17. Kos, J. (1997). Glejte ga, to je naš Prešeren. Ljubljana: Kiki Keram.Google Scholar
  18. Kuk, I. (1857). O spominu Vodnikovem. Kmetijske in Rokodelske Novice, 15(92), 367.Google Scholar
  19. Leerssen, J. (2006). Nationalism and the cultivation of culture. Nations and Nationalism, 12(4), 559–578.CrossRefGoogle Scholar
  20. Levec, F. (1898). Ob stoletnici Janeza Vesela Koseskega. In Knezova Knjižnica (Vol. 5, pp. 191–209). Ljubljana: Slovenska Matica.Google Scholar
  21. Malavašič, F. (1859). Slovesnosti, obhajane v spomin stoletnega rojstnega dneva Valentina Vodnika, očeta slovenskega pesništva. In E. H. Costa (Ed.), Vodnikov spomenik. Vodnik–Album (pp. 63–68). Ljubljana: Kleinmayr & Bamberg.Google Scholar
  22. Močnik, R. (1983). Raziskave za sociologijo književnosti. Ljubljana: DZS.Google Scholar
  23. Murko, M. (1891). Fr. Prešeren. Ljubljanski Zvon, 11(2), 81–87.Google Scholar
  24. Nemoianu, V. (2002). “National poets” in the Romantic age: Emergence and importance. In A. Esterhammer (Ed.), Romantic poetry (pp. 249–255). Amsterdam: John Benjamins.CrossRefGoogle Scholar
  25. Neubauer, J. (2010a). Figures of national poets. Introduction. In M. Cornis-Pope & J. Neubauer (Eds.), History of the literary cultures of East-Central Europe (Vol. 4, pp. 11–18). Amsterdam: John Benjamins.CrossRefGoogle Scholar
  26. Neubauer, J. (2010b). Petőfi: Self-fashioning, consecration, dismantling. In M. Cornis-Pope & J. Neubauer (Eds.), History of the literary cultures of East-Central Europe (Vol. 4, pp. 40–55). Amsterdam: John Benjamins.CrossRefGoogle Scholar
  27. Ozouf, M. (1991). Festivals and the French revolution. London: Harvard University Press. Trans. Alan Sheridan.Google Scholar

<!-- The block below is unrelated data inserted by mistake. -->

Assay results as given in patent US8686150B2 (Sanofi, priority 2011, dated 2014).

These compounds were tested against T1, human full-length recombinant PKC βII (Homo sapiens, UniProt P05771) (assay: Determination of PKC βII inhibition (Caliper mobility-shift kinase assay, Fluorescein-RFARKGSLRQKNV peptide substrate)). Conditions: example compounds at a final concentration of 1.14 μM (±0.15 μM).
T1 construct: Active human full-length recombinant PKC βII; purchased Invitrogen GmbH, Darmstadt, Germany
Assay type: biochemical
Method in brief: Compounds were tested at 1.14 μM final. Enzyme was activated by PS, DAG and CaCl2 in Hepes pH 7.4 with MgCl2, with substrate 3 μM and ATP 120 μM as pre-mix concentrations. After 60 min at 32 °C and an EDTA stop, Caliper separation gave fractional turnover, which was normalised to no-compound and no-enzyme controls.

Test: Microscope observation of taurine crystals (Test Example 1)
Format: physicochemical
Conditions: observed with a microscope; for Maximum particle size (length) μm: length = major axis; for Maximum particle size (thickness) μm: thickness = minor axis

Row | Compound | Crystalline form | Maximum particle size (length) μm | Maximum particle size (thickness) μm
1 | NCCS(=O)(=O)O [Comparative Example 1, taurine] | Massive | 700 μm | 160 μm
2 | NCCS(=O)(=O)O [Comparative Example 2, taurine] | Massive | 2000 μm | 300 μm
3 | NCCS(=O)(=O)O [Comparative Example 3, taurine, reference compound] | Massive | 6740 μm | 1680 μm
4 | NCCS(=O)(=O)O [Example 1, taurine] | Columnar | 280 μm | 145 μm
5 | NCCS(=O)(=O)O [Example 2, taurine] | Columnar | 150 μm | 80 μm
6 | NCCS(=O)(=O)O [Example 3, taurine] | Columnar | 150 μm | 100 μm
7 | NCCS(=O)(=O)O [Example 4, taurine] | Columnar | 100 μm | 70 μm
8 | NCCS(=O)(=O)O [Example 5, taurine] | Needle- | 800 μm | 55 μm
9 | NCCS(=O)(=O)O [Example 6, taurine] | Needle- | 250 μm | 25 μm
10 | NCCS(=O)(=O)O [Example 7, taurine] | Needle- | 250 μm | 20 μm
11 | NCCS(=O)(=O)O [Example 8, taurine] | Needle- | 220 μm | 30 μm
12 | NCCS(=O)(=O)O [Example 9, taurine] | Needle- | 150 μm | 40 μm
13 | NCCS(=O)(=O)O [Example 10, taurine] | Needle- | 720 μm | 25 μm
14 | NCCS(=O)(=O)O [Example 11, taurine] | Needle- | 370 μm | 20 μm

28. Penčev, B. (2010). Hristo Botev and the necessity of national icons. In M. Cornis-Pope & J. Neubauer (Eds.), History of the literary cultures of East-Central Europe (Vol. 4, pp. 117–127). Amsterdam: John Benjamins.Google Scholar
  29. Pynsent, R. B. (2010). Mácha, the Czech national poet. In M. Cornis-Pope & J. Neubauer (Eds.), History of the literary cultures of East-Central Europe (Vol. 4, pp. 56–85). Amsterdam: John Benjamins.CrossRefGoogle Scholar
  30. Quinault, R. (1998). The cult of the centenary, c. 1784–1914. Historical Research, 71(176), 303–323.CrossRefGoogle Scholar
  31. Rigney, A. (2011). Embodied communities: Commemorating Robert Burns, 1859. Representations, 115(1), 71–101.CrossRefGoogle Scholar
  32. Stritar, J. (1866). Preširnove poezije. In F. Prešeren (Ed.), Pesmi Franceta Preširna (pp. 11–46). Ljubljana: Wagner.Google Scholar
  33. Toman, L. (1850). O Prešernovim spominku. Kmetijske in Rokodelske Novice, 8(15), 61.Google Scholar
  34. Toman, L. (1857). Vodnikov stoletni rojstni dan 3. februarja 1858. Kmetijske in Rokodelske Novice, 15(89), 354.Google Scholar
  35. Toman, L. (1858). O Vodnikovem godu. Kmetijske in Rokodelske Novice, 16(4), 29.Google Scholar
  36. Trstenjak, D. (1858). Novoletnica. Kmetijske in Rokodelske Novice, 16(1), 1.Google Scholar
  37. Vodnik, V. (1988). Zbrano delo. Ljubljana: DZS.Google Scholar
  38. Vošnjak, J. (1982). Spomini. Ljubljana: Slovenska Matica.Google Scholar
  39. Wiesthaler, F. (1889). Slavnostni govor ob odkritji Vodnikovega spomenika v Ljubljani dne 30 junija 1889. Ljubljanski Zvon, 9(7), 386–392.Google Scholar
  40. Žargi, M. (1990). Železarna na Dvoru in Prešernov nagrobnik v Kranju. Kronika, 38(3), 108–113.Google Scholar
  41. Zbašnik, F. (anon.). (1905). Odkritje Prešernovega spomenika. Ljubljanski Zvon 25(11), 636–639.Google Scholar
  42. Žitko, S. (1996). Po sledeh časa. Spomeniki v Sloveniji 1800–1914. Ljubljana: Debora.Google Scholar
  43. Žvanut, M. (1988). Rojstna hiša Valentina Vodnika. Maribor: Obzorja.Google Scholar

Copyright information

© Akadémiai Kiadó, Budapest, Hungary 2014

Authors and Affiliations

  1. 1.ZRC SAZU Institute of Slovenian Literature and Literary StudiesLjubljanaSlovenia

Personalised recommendations